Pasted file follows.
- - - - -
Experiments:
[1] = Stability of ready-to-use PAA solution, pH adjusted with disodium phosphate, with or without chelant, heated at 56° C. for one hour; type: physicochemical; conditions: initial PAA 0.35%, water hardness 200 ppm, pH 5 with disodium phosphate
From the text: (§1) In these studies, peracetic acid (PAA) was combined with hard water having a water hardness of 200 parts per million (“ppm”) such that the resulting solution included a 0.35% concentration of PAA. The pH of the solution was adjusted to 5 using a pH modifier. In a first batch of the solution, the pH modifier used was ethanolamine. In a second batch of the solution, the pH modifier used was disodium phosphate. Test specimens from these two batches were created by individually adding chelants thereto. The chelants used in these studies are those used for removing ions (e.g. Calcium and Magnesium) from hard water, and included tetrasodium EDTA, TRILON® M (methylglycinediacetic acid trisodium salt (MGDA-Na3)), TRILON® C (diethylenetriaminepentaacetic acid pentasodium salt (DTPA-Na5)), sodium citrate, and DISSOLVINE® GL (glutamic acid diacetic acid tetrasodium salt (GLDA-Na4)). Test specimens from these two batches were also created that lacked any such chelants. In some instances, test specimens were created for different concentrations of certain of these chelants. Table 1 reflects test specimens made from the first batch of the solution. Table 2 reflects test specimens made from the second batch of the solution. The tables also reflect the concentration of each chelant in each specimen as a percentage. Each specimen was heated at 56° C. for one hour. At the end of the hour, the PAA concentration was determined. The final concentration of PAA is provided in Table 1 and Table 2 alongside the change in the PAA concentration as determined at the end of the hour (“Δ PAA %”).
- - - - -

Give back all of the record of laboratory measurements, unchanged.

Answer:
Experiments:
[1] = Stability of ready-to-use PAA solution, pH adjusted with disodium phosphate, with or without chelant, heated at 56° C. for one hour; type: physicochemical; conditions: initial PAA 0.35%, water hardness 200 ppm, pH 5 with disodium phosphate
From the text: (§1) In these studies, peracetic acid (PAA) was combined with hard water having a water hardness of 200 parts per million (“ppm”) such that the resulting solution included a 0.35% concentration of PAA. The pH of the solution was adjusted to 5 using a pH modifier. In a first batch of the solution, the pH modifier used was ethanolamine. In a second batch of the solution, the pH modifier used was disodium phosphate. Test specimens from these two batches were created by individually adding chelants thereto. The chelants used in these studies are those used for removing ions (e.g. Calcium and Magnesium) from hard water, and included tetrasodium EDTA, TRILON® M (methylglycinediacetic acid trisodium salt (MGDA-Na3)), TRILON® C (diethylenetriaminepentaacetic acid pentasodium salt (DTPA-Na5)), sodium citrate, and DISSOLVINE® GL (glutamic acid diacetic acid tetrasodium salt (GLDA-Na4)). Test specimens from these two batches were also created that lacked any such chelants. In some instances, test specimens were created for different concentrations of certain of these chelants. Table 1 reflects test specimens made from the first batch of the solution. Table 2 reflects test specimens made from the second batch of the solution. The tables also reflect the concentration of each chelant in each specimen as a percentage. Each specimen was heated at 56° C. for one hour. At the end of the hour, the PAA concentration was determined. The final concentration of PAA is provided in Table 1 and Table 2 alongside the change in the PAA concentration as determined at the end of the hour (“Δ PAA %”).